A Professor of Epidemiology at the University of Health and Allied Science (UHAS), Prof Fred Newton Binka, has raised questions about the implementation of the government’s ambitious Agenda 111 policy as a measure to prepare for a pandemic.
According to him, the construction of 111 district health facilities is not feasible, indicating the projects would only increase the number of uncompleted government structures, due to lack of funding.
He was speaking at the UHAS-SEND Ghana-Ghana Health Advocacy Incubator Symposium on public health emergency funding in Ho.
Prof. Binka lauded the idea to enhance universal health coverage in the county in preparation for a pandemic, but believes the approach of constructing 111 health facilities at a go, is a nonstarter.
“That’s a great idea, but why shouldn’t we just say okay, this year we will build 20, next year 20, till we get to 111. So far we haven’t built any, when is the first one going to finish”, he quizzed.
He questioned how the health facilities would be equipped since no budgetary allocation has been made to that effect, adding that the exodus of health workers to Europe and America would affect the operation of the Agenda 111 facilities when completed.
He fears the government may not be able to raise the proposed $1 billion to complete the Agenda 111 projects, adding the International Monetary Fund (IMF), may as well truncate the project.
Prof Binka, therefore, suggested that the funding could have been channeled into equipping existing facilities or undertaking the projects in phases.
“We got a 100 million to start up Agenda 111. Look, sometimes I am not sure how these things work, but at the last count we were told that the Agenda 111 will cause almost a billion dollars. When you get 100 million, you don’t start to build 111, you have to phase it in.
“Now we have started 111 hospitals all over the place, have you got the 900 million? Now we are at IMF, if IMF comes and says ‘I am sorry you can’t be investing in capital expenditure when you can’t manage to pay the salaries of your workers or you can’t give textbooks to your school pupils’”, he said.
Prof Binka asserted that events during the peak of the COVID-19 pandemic depict that the leadership of the country’s health sector, lacks expertise in the sector, and is hence unable to formulate effective policies and frameworks.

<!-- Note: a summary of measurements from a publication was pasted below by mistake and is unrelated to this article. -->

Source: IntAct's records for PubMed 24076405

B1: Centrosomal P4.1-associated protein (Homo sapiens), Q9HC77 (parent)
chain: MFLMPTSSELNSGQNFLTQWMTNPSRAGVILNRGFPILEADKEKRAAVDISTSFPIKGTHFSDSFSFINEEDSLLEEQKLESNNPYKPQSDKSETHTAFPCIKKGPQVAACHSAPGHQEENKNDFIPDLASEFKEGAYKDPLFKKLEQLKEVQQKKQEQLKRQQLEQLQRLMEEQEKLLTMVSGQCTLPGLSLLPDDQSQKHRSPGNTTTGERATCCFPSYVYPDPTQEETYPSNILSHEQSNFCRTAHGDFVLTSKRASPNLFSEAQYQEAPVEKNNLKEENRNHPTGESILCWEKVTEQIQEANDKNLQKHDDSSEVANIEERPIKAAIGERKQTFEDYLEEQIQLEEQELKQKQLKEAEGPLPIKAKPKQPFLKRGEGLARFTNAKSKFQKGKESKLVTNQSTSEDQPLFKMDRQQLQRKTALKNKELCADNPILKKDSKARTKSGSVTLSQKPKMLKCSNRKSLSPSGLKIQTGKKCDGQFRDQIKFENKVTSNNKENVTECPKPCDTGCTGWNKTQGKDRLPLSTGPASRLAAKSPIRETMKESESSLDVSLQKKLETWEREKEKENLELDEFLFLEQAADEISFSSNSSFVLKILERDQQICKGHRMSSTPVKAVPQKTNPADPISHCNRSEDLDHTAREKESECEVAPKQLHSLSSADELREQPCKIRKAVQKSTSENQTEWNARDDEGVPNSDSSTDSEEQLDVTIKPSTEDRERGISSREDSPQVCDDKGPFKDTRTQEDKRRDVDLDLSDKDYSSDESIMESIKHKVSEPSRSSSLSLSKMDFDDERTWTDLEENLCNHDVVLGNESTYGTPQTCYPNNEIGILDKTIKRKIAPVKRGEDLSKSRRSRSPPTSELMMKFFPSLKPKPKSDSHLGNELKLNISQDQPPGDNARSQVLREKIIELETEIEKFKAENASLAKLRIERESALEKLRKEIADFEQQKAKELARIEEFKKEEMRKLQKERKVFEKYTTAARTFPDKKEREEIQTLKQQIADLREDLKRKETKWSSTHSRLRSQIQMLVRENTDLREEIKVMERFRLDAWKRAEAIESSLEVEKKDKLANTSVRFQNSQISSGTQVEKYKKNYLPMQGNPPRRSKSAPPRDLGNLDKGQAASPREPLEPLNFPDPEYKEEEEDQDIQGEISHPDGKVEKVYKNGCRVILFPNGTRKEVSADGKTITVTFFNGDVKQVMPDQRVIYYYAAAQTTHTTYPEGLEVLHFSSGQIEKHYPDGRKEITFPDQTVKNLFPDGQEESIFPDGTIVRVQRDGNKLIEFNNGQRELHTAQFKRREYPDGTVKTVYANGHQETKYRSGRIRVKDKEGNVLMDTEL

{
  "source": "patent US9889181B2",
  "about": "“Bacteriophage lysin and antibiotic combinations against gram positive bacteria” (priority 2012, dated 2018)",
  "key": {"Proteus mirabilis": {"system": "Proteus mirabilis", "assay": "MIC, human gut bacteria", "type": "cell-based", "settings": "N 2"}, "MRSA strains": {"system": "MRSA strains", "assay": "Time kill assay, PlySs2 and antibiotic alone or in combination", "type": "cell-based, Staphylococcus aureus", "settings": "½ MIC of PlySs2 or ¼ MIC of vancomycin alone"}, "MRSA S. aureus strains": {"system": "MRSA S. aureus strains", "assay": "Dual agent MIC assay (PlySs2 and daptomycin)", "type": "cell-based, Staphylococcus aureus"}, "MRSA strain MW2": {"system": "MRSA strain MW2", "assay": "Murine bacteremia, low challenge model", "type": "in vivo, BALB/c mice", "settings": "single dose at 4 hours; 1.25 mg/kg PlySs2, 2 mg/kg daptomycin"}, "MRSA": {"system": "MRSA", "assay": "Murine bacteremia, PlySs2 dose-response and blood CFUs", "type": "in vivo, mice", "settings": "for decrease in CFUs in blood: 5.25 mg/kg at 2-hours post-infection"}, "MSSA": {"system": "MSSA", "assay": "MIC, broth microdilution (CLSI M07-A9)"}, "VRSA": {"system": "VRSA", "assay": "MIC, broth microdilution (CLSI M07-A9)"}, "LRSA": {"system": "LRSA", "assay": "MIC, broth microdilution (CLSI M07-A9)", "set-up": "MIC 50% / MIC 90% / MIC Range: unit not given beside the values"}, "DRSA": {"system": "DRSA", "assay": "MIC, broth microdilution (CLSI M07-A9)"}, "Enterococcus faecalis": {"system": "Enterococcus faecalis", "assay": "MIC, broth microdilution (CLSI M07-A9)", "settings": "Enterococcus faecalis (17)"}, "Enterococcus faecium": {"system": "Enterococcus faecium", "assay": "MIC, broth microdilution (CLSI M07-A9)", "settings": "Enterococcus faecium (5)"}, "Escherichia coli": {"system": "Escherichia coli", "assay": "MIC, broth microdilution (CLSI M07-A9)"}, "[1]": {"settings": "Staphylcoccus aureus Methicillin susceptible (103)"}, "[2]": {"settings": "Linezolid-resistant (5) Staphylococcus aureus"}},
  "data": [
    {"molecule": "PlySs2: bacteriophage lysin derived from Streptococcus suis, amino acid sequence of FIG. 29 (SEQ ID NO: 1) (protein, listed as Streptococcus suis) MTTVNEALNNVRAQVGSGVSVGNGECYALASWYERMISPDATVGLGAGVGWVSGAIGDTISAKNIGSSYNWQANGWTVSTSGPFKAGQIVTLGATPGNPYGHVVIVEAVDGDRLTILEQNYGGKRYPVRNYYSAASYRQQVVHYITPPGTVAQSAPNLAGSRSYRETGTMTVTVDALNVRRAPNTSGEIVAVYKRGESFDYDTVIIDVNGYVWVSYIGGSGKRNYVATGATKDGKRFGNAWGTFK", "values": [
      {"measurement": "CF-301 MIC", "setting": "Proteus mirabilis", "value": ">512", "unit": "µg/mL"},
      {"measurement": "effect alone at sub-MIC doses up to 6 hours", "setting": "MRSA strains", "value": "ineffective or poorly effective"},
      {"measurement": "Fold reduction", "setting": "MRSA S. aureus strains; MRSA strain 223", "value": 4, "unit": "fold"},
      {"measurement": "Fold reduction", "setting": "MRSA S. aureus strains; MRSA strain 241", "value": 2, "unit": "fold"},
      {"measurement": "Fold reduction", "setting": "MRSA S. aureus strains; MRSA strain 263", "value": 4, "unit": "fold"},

He suggested that, to ensure the effective execution of a preparedness plan for a pandemic, Ghana must set up a Center for Disease Control, determine workforce development, establish laboratory systems, emergency response and operations, risk assessment and planning, risk communication, and a national legislation policy and financing framework.
In March 2022, President Akufo-Addo admitted for the first time that the timeline given by his government for the construction of all hospitals under the government’s Agenda 111 project, was overly ambitious.
The President, who said this in parliament on Wednesday, March 30, 2022, when he delivered the State of the Nation Address, said the projects will be completed before January 7, 2025.
“Agenda 111 is an ambitious project, which must and will be done, and which will create some 33,900 jobs for construction workers, and, on completion, some 34,300 jobs for health workers.”
“Mr. Speaker, I have to report that, like all major construction projects, it is evident that the initial schedule we gave for the completion of Agenda 111 was overly ambitious. Identifying suitable sites around the country, for example, has turned out to be even more problematic than had been anticipated. I am able to say that a great deal of the preparatory work has now been completed, and work has started at 87 of the 111 sites. I have been assured that preliminary work on the remaining 24 sites is ongoing,” he added.
About the project
The Agenda 111 project is part of a grand vision for Ghana’s healthcare sector by the Akufo-Addo administration.
The project will ensure that 101 outstanding districts will be provided with hospitals in addition to 10 selected regional and specialized hospitals.
The government has already set aside an amount of US$100 million as commencement funding for the project.
Each of the hospitals will cost $16.88 million, with $12.88 million being used for the construction of the hospitals and $4 million for medical equipment.